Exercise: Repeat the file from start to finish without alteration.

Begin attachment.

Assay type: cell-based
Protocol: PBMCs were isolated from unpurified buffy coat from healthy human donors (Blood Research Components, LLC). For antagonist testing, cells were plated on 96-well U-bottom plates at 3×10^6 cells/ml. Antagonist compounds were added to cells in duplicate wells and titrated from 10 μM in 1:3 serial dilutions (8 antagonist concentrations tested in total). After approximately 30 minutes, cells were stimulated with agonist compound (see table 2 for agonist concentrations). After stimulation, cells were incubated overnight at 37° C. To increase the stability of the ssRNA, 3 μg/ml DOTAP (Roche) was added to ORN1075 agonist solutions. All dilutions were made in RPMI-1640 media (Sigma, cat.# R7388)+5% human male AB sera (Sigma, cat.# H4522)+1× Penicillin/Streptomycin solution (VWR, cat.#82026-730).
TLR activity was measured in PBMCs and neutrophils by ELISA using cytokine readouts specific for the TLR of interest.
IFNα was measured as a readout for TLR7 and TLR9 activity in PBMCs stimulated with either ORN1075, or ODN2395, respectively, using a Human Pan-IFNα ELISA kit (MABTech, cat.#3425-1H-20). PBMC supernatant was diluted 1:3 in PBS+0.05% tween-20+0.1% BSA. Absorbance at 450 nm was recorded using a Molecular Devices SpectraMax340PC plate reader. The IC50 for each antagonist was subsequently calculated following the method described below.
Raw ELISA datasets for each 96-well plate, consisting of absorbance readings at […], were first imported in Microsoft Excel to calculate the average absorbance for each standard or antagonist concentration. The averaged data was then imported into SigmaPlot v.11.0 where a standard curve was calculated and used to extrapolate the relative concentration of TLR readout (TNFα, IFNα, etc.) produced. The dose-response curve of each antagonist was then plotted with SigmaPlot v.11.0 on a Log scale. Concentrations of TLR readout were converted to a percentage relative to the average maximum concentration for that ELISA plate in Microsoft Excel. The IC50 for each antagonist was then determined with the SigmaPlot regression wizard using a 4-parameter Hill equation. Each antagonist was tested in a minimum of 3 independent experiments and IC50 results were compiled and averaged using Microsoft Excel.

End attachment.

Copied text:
Assay type: cell-based
Protocol: PBMCs were isolated from unpurified buffy coat from healthy human donors (Blood Research Components, LLC). For antagonist testing, cells were plated on 96-well U-bottom plates at 3×10^6 cells/ml. Antagonist compounds were added to cells in duplicate wells and titrated from 10 μM in 1:3 serial dilutions (8 antagonist concentrations tested in total). After approximately 30 minutes, cells were stimulated with agonist compound (see table 2 for agonist concentrations). After stimulation, cells were incubated overnight at 37° C. To increase the stability of the ssRNA, 3 μg/ml DOTAP (Roche) was added to ORN1075 agonist solutions. All dilutions were made in RPMI-1640 media (Sigma, cat.# R7388)+5% human male AB sera (Sigma, cat.# H4522)+1× Penicillin/Streptomycin solution (VWR, cat.#82026-730).
TLR activity was measured in PBMCs and neutrophils by ELISA using cytokine readouts specific for the TLR of interest.
IFNα was measured as a readout for TLR7 and TLR9 activity in PBMCs stimulated with either ORN1075, or ODN2395, respectively, using a Human Pan-IFNα ELISA kit (MABTech, cat.#3425-1H-20). PBMC supernatant was diluted 1:3 in PBS+0.05% tween-20+0.1% BSA. Absorbance at 450 nm was recorded using a Molecular Devices SpectraMax340PC plate reader. The IC50 for each antagonist was subsequently calculated following the method described below.
Raw ELISA datasets for each 96-well plate, consisting of absorbance readings at […], were first imported in Microsoft Excel to calculate the average absorbance for each standard or antagonist concentration. The averaged data was then imported into SigmaPlot v.11.0 where a standard curve was calculated and used to extrapolate the relative concentration of TLR readout (TNFα, IFNα, etc.) produced. The dose-response curve of each antagonist was then plotted with SigmaPlot v.11.0 on a Log scale. Concentrations of TLR readout were converted to a percentage relative to the average maximum concentration for that ELISA plate in Microsoft Excel. The IC50 for each antagonist was then determined with the SigmaPlot regression wizard using a 4-parameter Hill equation. Each antagonist was tested in a minimum of 3 independent experiments and IC50 results were compiled and averaged using Microsoft Excel.